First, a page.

MadSci Network: Medicine

Re: Why do the vitamins have the letters they do, why do they skip some letters

Date: Wed Feb 3 12:43:02 1999
Posted By: Ed Blonz, Faculty, Nutrition, Nutrition Resource
Area of science: Medicine
ID: 917365534.Me

First a little background on vitamins:

 The word vitamin was coined in 1912 by Dr. Casmir Funk, a Polish scientist 
who was searching for a cure for beriberi, a paralyzing disease that was 
common in regions where white rice was the main staple in the diet. Earlier 
work had zeroed in on rice polishings--the husk and bran that are removed 
when brown rice is made into white--as containing some factor that could 
combat beriberi. Funk eventually identified the key compound, called 
thiamin, and dubbed it a "vital amine." This was shortened to "vitamin," 
which continues to stand for the entire class of essential compounds.

What Are Vitamins?

 Vitamins are a diverse group of chemicals, but they have a few things in 

  . Compared with other nutrients, vitamins are needed only in trace 
amounts. All the required daily vitamins could fit in one-eighth of a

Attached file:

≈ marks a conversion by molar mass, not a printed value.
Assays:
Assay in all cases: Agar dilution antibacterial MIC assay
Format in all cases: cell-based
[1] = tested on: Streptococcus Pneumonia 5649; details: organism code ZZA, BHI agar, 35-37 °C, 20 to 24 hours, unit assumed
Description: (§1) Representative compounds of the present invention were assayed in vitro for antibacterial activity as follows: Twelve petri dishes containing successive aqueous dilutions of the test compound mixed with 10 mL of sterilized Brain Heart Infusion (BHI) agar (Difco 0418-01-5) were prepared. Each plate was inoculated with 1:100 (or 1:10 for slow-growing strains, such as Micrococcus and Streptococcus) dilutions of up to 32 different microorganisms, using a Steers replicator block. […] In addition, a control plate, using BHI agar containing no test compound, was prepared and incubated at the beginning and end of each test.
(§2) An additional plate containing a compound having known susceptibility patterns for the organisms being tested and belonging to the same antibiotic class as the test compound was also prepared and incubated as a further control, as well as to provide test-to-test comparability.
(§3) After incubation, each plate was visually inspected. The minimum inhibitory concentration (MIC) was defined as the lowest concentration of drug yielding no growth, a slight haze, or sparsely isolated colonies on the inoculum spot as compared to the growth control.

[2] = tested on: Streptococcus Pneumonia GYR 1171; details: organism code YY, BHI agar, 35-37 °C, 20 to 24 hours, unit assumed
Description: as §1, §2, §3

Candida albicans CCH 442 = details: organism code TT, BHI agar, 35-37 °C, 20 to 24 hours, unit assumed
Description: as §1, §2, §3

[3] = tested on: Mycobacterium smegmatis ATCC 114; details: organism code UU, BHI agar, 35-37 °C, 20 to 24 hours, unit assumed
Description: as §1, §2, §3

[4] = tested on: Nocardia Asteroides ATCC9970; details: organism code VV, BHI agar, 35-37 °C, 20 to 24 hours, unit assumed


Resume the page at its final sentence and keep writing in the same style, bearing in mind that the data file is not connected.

. Vitamins don't provide any calories.

  . All vitamins are "organic," because they're based on the element 

  . Vitamins perform specific metabolic functions in the cell--the basic 
unit of life.

  . Vitamins cannot be made by the body in quantities large enough to meet 
the body's needs.

  . Their absence from the diet leads to a failure to thrive and the 
development of a deficiency disease.

  . All vitamins can be found in food.

 Not all animals require the same vitamins. For example, humans are among 
the few animal groups that cannot manufacture their own vitamin C (ascorbic 
acid). This means your dog or cat does not need a daily ration of ascorbic 
acid, but you do.

The Naming of Vitamins

    Orignally it was not imagined that there would be so many different 
vitamins.   Back in 1913, the scientists came up with a naming system that 
was based on two groupings;  those that would dissolve in fat, called "Fat 
soluble A" vitamins, and those that would dissolve in water, referred to as 
the "Water Soluble B" vitamins.

    The vitamin compounds were named in order of discovery, and when it was 
determined that there were many, they moved on to C, D, E and so forth.    
Many times a substance thought to be a vitamim was found to not be 
essential.  When this happened, the letter was passed by and the next one 

    In some cases, the first letter for the function of the compound was 
used in its name.   For example  vitamin K comes from the German 
"koagulation" (coagulation), which is a term that stands for the clotting 
of blood, a process in which the substance called vitamin K was found to 
play a role.

    The "B" vitamins were thought to be only one compound.  But when it was 
found that there were many involved, they were named vitamin B1, B2 and so 
forth.   Again, when a compound thougt to be a vitamin proved to not have 
any essential quality, the number was abandoned.

Ed Blonz, Ph.D.

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